“The working memory can only keep 7 things in it at one time. If the to do list is much longer than that, the brain worried it may forget something, will get stuck in an endless circular loop of mulling…If your to-do list is on paper, the brain doesn’t have to expend energy trying to remember it.”

In the book, Brigid explains on a weekly basis she would, “Set a timer for 5 minutes to write about everything that’s worrying me and I didn’t have to do anything about it.  Just getting the ambivalence out of my head gave my brain a rest.”

Power of the Pulse
Described in the book ‘as her single most helpful tool’ learned from Tony Schwartz, Author of ‘The Way We’re Working Isn’t Working.’ “Human beings are designed to alternate between spending and conserving energy…We ignore the signs of fatigue, boredom, distraction and just power through.” Brigid recommends his method of working in 90-minute sprints before taking a break.

  1. Play = Self-Care

In the chapters about play she provides a hilarious account of taking (under duress) a trapeze class as part of her research into having fun. Note, I’ve taken a trapeze class and it’s delightful! The whole process Brigid goes through, reluctantly at first, to give herself permission to do something fun underscores how little, society as a whole and Moms in particular, value play.  She includes findings from Dr. Roger Mannell, “…when people have a sense of choice and control over their free time, they’re likely to get into flow. What some call a peak human experience.” Moms, we deserve access to peak human experiences!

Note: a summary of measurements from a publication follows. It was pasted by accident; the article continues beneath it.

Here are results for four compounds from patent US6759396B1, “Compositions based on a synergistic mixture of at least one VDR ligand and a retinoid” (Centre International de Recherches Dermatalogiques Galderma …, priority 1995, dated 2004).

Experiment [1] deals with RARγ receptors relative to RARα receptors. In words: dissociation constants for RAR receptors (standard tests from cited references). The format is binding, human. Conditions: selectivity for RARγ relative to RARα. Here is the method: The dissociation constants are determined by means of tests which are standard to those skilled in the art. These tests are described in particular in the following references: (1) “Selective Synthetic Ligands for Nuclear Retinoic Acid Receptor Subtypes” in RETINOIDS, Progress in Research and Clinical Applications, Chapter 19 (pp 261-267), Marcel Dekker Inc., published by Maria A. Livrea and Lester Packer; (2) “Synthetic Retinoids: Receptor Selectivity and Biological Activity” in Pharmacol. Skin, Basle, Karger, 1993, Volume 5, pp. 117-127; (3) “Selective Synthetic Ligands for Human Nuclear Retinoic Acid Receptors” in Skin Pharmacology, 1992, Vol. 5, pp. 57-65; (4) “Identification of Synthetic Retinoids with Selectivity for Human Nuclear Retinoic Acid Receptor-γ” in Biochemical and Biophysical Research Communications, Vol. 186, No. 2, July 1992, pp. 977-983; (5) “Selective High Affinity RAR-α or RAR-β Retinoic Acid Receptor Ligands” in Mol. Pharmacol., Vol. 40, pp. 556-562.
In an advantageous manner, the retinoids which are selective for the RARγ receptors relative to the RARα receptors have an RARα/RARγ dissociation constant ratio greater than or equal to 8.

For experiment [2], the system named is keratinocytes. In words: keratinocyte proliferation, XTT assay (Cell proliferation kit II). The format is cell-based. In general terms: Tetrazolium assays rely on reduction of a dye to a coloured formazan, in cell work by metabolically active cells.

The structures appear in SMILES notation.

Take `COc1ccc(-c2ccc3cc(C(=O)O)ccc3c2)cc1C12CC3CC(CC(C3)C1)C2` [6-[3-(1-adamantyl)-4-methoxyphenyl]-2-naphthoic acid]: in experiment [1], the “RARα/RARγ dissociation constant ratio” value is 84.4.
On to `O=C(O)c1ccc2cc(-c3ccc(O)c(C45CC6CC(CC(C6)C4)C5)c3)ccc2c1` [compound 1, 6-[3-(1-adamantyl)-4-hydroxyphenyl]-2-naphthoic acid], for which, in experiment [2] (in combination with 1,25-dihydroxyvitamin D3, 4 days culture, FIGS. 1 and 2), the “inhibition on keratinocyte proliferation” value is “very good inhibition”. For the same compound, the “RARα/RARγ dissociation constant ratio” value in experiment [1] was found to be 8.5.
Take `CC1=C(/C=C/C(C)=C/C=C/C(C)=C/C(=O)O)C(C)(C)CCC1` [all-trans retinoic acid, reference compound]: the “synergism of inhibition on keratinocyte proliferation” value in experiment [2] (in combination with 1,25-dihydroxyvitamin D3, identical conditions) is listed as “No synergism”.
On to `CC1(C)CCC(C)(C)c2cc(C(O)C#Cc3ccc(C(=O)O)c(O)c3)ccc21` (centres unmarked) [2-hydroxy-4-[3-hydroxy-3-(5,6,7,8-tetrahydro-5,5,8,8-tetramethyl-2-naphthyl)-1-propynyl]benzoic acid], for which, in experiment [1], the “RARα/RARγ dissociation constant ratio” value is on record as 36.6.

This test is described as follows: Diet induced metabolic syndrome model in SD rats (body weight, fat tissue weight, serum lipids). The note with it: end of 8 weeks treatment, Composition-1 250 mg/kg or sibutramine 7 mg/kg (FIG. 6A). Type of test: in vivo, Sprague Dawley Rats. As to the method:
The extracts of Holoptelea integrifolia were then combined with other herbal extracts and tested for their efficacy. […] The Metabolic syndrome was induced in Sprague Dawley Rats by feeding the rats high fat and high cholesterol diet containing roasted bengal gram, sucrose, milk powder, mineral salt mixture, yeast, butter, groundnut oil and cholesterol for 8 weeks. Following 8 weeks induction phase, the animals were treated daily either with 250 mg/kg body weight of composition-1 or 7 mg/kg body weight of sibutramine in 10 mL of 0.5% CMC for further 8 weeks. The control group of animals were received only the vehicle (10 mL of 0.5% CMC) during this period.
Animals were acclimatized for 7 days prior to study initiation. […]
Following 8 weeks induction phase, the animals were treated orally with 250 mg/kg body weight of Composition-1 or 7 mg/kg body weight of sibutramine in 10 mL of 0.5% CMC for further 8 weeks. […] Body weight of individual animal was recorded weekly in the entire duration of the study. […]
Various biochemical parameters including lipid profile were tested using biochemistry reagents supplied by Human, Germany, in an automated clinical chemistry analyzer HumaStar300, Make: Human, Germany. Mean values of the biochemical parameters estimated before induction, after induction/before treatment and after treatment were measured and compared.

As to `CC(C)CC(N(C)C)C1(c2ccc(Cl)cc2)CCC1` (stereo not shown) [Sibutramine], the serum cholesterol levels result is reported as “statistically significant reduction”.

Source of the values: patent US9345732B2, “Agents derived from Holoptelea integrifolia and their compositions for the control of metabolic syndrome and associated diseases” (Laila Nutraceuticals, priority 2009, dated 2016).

At the heart of this book is the struggle we feel to reconnect pieces of our identity that break off after Motherhood. Unlike the other roles we play, raising children has such gravity and beauty, we welcome its expansion into every corner of our hearts, minds and calendars. If you love understanding the macro issues to uncover context for your life, this book will inspire you.  Although the questions are weighty and the answers complex, Brigid paints the big picture while also providing practical guidance to improve life now.


About Brigid & Her Work

Many thanks to Brigid Schulte for her time, candor, humor and for writing an amazing book!  Brigid is an award-winning Journalist; Author of the NYT best-selling book Overwhelmed: How To Work, Love & Play When No One Has the Time and Director of The Better Life Lab at New America.   Follow Brigid’s adventures on Twitter, Facebook and by signing up for her website’s newsletter.

I was delighted to learn more about Brigid’s work at the Better Life Lab dedicated to playing ‘the long game’ through amazing programs and research to support policy change for a more inclusive work culture.  Also, Slate has a channel for The Better Life Lab where they explore the future of work, gender and social policy – with great stories and research to advocate a fairer, juster, more sustainable, egalitarian world!